The new Citroen 2CV? French company reveals tiny electric car
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The 2CV is arguably Citroen's most iconic model ever.
Manufactured from 1948, it offered cash-strapped families in the car maker's native France affordable motoring following the Second World War and became a roaring success with production spanning decades.
Now Citroen says has brought its most recognisable vehicle into the 21st Century with the unveiling of the Ami One concept - a dinky and cheap electric car that's slower than the original 2CV and could, in theory, be driven on the road by 16 year olds.
When car manufacturers release concept vehicles these days they tend to be electric powered, have outrageous design and crazy top speeds.
Citroen's Ami One ticks just two of those boxes, as the top speed of the tiny city vehicle is just 28mph - that's 12mph slower than the most sluggish of early-generation 2CVs from the late 1940s.
However, it's been designed that way for a reason.
That's because the concept isn't a car - it's classified as a 'light quadricycle', like theRenault Twizy, which is why 16 year olds can legally use it.
This category is for vehicles that are ultra lightweight and have a limited top speed of just 28mph.
Any young person with a provisional licence can use a certified light quadricycle on the road in the UK and across the EU.
That said, few have forked out the cash for these few-and-far-between featherweight vehicles and instead choose to wait a year to pass their test to drive a conventional car capable of higher speeds.
The Ami One - which translates to Friend One - will be shown for the first time at the Geneva Motor Show next month and might tempt young drivers and anyone living in the city to think again.
Citroen suggests it would be the smallest car they would ever create, measuring in at 2.5 metres in length - that's shorter than a Smart ForTwo, though marginally longer than the Twizy.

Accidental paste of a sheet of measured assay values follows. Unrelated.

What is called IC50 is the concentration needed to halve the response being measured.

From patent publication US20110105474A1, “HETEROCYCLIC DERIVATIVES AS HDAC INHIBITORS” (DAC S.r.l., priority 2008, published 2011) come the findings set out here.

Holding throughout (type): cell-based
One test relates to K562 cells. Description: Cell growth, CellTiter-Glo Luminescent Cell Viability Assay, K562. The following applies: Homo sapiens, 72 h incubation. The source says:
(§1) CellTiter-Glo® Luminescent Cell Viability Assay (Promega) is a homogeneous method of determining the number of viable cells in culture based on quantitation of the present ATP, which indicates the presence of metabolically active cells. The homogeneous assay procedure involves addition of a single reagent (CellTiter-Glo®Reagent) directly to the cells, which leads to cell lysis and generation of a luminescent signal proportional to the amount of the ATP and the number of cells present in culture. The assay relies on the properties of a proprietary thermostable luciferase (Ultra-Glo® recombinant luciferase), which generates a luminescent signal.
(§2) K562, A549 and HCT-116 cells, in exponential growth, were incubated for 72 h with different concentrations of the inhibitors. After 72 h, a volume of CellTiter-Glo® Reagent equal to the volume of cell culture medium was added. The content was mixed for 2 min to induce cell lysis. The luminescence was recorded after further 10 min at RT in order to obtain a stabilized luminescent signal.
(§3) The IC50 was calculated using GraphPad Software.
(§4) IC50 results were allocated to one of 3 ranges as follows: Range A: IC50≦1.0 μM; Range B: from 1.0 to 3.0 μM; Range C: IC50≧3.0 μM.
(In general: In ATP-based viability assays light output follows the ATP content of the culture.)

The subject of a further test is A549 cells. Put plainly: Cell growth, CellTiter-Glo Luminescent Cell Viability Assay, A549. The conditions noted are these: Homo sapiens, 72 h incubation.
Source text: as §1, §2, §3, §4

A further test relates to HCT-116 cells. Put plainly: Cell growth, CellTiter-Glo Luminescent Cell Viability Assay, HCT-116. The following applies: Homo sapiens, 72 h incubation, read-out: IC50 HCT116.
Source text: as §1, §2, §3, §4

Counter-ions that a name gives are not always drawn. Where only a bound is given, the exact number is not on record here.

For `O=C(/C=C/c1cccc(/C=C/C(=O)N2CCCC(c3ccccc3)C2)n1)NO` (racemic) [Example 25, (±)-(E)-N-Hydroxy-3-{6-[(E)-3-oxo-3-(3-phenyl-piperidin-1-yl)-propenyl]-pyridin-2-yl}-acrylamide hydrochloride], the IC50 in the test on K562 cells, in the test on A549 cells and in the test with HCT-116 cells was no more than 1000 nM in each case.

Still, it should be a doddle to park in the most congested parts of Paris or London.
Power comes from a single electric motor linked to a lithium-ion battery, which is stored flat under the floor and charged with an electric cable.
Plugged into a public station or a home-installed wall box, a complete charge takes two hours and offers 62 miles of driving range with the battery capacity starting at 100 per cent.
Unfortunately, the weight of the powertrain might prevent it from being eligible as a light quadricycle in the UK, as the total vehicle mass is 425kg - 75kg over the restriction required for use by 16 year olds in Britain.
However, in France, where the rules are less strict and passing the driving test costs in excess of £3,000 on average, 14 year olds can legally drive it on the road.
No price has been suggested by Citroen, but there are plenty of cost-saving measures incorporated that should make it relatively affordable.
For instance, the doors for both sides of the car are manufactured identically, meaning one hinges so the door opens forwards and the other backwards.
The door locks - which are QR codes you scan with a phone - are concealed in either the cloth exterior door-hand mounts or the wing-mirror stalks, depending which door you're getting in.
It even features a canvas roof that flips back, just like the post-war 2CVs.
Inside, the design is as minimalist, cheap and easy to clean as possible - making it the ideal vehicle for car-share schemes in big cities.
For instance, there's no instrument cluster. Drivers download an app onto their smartphone, drop it into a panel behind the steering wheel and it projects everything onto the screen in front of you.
It doesn't have a boot either. That's because drivers in the city don't use them all that much, Citroen says.
The seats, which are 3D printed, are very basic and the use of hard plastics and a flat floor means - like a train or passenger aircraft - the vehicle can be swept and wiped down quickly.
Citroen even outlines the different rental and ownership periods that might be available - anything from five minute hire to five-year leasing.
While only a concept for now, bosses at the French car maker said a version of the Ami One could be on the market in the next 48 months.
- Daily Mail
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